Thursday, August 25, 2011

Small town boosterism returns value on Main Street

Clifton merchants organize indie music festival

Clifton – Situated on the Santa Fe, this gilded-age town of Victorian storefronts hasn't changed much – until recently.

A wide-awake mercantile community, the Chamber of Commerce and Mayor Fred Volcansek, a civic-minded leader with Washington seasoning in his resume as a deputy undersecretary of trade, have fixed the broken windows, spruced up the cattle town and its old-time image as a shipping point for steers and feeder calves headed for the pastures and stockyards, and turned lemons into lemonade.

Busloads of people out to sample the world-renowned paintings of cowboy artists and sculptors, visitors to the local museum keen to see the fossilized remains of “Sam,” North America's oldest human, at the Horn Site exhibit, and visitors to the Tin Theater and the historic Cliftex have joined the deer hunters and antique shoppers, wine connoisseurs eager to sample some of the new Texas vintages popping up in the Hill Country, and day trippers looking to get out of the city for a quiet weekend at a bed and breakfast.

Come the weekend of September 24, they will get a taste of an independent music producers' festival with four stages, multiple interview areas, live video streaming, and dozens of bands.

The sales manager of Gloff Ford and his boss cooked up the project, sold it to the local merchants, and have attracted independent musical acts from around Texas and many states. You can read all about it at

Duke Machado has been producing musical projects for a number of years. Lately, he looked at the cost of a DWI, the price of gasoline, and the faltering economy, and realized that the market for night clubbing and bar hopping has taken a beating – and it shows in record sales and concert tickets. Somehow, people out for a good time and the kind of music they crave after a hard week on the job would be better off staying at home to party.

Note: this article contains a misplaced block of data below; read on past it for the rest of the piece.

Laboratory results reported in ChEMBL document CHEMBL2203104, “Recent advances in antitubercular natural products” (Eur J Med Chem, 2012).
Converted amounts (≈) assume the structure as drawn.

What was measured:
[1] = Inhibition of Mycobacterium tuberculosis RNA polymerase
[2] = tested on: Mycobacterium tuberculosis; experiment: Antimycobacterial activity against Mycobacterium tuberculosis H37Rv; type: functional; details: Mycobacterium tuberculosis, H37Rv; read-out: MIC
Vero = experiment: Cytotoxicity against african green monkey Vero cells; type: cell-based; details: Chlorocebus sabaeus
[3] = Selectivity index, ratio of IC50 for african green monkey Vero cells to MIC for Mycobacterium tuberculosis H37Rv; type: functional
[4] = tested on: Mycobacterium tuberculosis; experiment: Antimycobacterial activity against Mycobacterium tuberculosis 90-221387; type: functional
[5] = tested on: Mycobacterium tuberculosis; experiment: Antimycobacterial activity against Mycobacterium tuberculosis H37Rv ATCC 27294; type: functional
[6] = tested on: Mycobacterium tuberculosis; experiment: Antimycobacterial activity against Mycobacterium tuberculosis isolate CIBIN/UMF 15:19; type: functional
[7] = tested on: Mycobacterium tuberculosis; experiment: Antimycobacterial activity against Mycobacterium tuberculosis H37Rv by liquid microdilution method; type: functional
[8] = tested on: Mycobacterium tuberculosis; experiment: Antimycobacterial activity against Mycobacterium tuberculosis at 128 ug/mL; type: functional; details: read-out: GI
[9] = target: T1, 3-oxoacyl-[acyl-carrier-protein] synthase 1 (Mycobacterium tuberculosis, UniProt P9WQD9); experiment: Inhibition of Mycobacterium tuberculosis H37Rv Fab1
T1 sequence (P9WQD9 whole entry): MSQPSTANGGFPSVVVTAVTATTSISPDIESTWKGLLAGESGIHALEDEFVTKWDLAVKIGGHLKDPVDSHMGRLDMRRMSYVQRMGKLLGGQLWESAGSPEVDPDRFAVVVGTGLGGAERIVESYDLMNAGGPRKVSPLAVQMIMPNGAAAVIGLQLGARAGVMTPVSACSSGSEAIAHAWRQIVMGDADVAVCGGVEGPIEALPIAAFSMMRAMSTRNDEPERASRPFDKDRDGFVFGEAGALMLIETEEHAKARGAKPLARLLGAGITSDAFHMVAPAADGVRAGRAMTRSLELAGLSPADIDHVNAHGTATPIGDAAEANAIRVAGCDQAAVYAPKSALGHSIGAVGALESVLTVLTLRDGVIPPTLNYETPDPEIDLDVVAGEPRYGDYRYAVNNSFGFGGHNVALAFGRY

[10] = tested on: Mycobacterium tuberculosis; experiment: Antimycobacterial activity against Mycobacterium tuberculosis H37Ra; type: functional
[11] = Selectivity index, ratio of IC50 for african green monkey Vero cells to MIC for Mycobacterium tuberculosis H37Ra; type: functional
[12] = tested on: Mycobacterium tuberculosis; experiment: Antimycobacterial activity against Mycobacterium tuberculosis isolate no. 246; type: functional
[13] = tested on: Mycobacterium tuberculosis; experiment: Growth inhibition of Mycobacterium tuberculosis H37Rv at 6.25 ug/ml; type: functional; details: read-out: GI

Bands and their management can benefit from Hitmusiclink through merchandising services, book keeping, and on-line ratings of the latest hits recorded by his clients.

Hence, his newest project, the Virtual Venue, in which viewers can visit the multiple sites of a festival over their computers' internet hook-up, watch video, order CD's and tapes, buy tickets, t-shirts and posters, and check their favorite bands' schedule. Still in the planning stages, the project is all part of the music festival planned for the weekend of September 24.

In a depression-era drugstore, Deborah Crockett has parlayed a red hot location into the place for cappucino, soup and sandwiches for locals, tourists, art shoppers and entire busloads of people who come to town for all the above. Somethin's Brewing may be found on its Facebook page, and there is a “Pickers' Corner” every Thursday at 7 p.m. for local guitarists and singer-songwriters. Her shop is on the corner of Ave. D and F.M. 317, right across the street from the Cliftex and a half a block from the Santa Fe tracks.

The Legendary caught Guy Taylor, Lee Stanley and Marvin Christy picking some tunes that represent both kinds of music – country, and western, this past Thursday.

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